The Worked All States Triple Play award is getting closer with every contest weekend. I made a serious effort on Saturday as soon as the clock struck 1 p.m. EST with the start of the North America QSO Party SSB contest.
I began with QSOs on 10 meters, then worked my way through 15 meters and scanned the 20 meter band several times over, mainly focusing on states I had not logged phone QSOs with. I worked for two hours, broke for a few, then returned right before dinner, grabbing a crucial Alaska QSO while he was calling for “4” stations.
Unfortunately I lost several hours (and the majority of the 40 meter band window) while I went out for a longish dinner with friends. By the time I returned it was after 10 p.m. and the only action I could find was on 80 meters, although conditions were quite good and I racked up more QSOs on 80 in a few hours Saturday than I have in the past two years of hamming. I also managed to slip into the pile-up for W1AW/3 (Delaware) on 80m phone and get him in the log for my first ARRL Centennial QSO.
I finished the period with 56 contacts. It’s a low number, but I was mostly focusing on states I hadn’t worked before, so I skipped quite a few that would have been easy grabs. Overall, it was a casual, fun weekend of radio without any pressure or unrealistic expectations.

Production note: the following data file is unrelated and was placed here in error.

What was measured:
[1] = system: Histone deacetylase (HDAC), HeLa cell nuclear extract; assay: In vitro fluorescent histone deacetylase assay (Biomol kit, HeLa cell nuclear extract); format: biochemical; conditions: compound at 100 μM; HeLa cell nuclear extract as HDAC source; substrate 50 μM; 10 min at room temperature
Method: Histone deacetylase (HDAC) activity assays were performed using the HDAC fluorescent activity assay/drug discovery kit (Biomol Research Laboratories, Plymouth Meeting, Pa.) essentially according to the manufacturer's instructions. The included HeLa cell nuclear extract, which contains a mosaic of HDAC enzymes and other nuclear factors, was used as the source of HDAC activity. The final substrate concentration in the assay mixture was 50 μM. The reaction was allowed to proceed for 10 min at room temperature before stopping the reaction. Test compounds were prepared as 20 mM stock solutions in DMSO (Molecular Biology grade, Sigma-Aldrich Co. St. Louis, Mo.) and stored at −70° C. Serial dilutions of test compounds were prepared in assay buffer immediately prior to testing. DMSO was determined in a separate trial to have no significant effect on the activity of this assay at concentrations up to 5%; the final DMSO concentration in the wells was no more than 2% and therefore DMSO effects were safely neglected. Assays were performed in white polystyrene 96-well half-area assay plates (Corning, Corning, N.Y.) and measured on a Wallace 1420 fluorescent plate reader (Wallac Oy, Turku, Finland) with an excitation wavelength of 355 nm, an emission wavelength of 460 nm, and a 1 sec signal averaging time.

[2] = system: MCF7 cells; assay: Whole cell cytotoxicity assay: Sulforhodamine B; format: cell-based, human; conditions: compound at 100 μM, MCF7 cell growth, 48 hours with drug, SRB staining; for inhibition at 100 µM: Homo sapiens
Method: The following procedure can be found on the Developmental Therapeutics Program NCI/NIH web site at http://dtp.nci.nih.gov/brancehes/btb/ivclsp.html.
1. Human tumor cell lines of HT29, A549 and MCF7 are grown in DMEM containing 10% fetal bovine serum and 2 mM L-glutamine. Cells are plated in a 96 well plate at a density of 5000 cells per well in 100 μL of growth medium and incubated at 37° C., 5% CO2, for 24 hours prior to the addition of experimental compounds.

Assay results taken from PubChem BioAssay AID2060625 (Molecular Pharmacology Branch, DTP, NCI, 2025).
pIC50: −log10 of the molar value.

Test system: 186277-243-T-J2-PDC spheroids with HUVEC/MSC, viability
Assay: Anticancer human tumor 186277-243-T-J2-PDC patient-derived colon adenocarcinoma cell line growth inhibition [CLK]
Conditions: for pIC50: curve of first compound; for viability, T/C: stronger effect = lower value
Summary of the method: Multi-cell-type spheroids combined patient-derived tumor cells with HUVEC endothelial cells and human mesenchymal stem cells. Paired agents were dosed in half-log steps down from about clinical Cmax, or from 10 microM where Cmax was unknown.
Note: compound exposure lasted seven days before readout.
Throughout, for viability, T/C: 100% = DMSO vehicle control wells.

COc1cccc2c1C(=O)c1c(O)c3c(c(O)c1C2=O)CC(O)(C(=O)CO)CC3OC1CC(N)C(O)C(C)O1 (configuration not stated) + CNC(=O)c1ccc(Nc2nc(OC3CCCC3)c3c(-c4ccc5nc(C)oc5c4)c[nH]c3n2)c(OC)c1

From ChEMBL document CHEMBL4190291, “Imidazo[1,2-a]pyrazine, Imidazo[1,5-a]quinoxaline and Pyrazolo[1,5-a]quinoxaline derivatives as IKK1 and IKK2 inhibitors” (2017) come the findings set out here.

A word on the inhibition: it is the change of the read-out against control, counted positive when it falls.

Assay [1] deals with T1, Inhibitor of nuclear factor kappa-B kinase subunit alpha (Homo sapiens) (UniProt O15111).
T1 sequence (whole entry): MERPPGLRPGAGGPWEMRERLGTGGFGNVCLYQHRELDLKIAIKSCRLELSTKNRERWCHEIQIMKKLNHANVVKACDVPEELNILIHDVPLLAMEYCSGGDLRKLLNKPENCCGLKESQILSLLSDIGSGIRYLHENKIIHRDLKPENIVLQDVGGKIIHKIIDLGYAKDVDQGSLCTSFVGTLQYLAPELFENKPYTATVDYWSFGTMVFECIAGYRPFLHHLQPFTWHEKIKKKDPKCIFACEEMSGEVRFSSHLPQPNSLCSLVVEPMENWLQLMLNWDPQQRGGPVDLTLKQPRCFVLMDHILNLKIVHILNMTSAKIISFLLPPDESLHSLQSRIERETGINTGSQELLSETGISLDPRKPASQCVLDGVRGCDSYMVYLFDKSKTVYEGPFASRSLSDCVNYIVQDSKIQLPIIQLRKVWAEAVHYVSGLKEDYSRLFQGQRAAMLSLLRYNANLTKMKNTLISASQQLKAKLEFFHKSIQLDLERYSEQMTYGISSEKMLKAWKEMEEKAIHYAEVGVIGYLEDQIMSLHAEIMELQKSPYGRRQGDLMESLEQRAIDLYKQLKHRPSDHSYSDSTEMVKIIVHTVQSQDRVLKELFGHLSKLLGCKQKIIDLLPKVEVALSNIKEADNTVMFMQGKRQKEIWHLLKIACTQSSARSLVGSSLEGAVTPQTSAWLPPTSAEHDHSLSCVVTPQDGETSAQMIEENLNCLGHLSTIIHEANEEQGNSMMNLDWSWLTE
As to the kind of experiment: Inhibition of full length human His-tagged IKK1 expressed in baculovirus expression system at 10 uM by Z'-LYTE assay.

That said, I’m sitting at 120 of 150 contacts needed to complete the Triple, so there is still much work to be done, particularly in Morse code QSOs.
Here’s what remains:
- North Dakota
- Alaska (contact made, unconfirmed on LOTW)
Indiana Maine Michigan
Oregon Pennsylvania Rhode Island
- South Dakota
Idaho Iowa Kentucky
Nevada New Jersey New Mexico Oklahoma Rhode Island
- Virginia (QSLed via card, unfortunately, paper QSLs are not allowed for the Triple Play)
- West Virginia
I don’t see any reason to go into panic mode yet trying to hunt down the last 30. I would describe my operating style as very casual, and even so, I’ve made some decent progress towards this award. It just takes some well-timed operating, some luck and the realization that it’s not going to happen in a weekend — at least not from my modest station.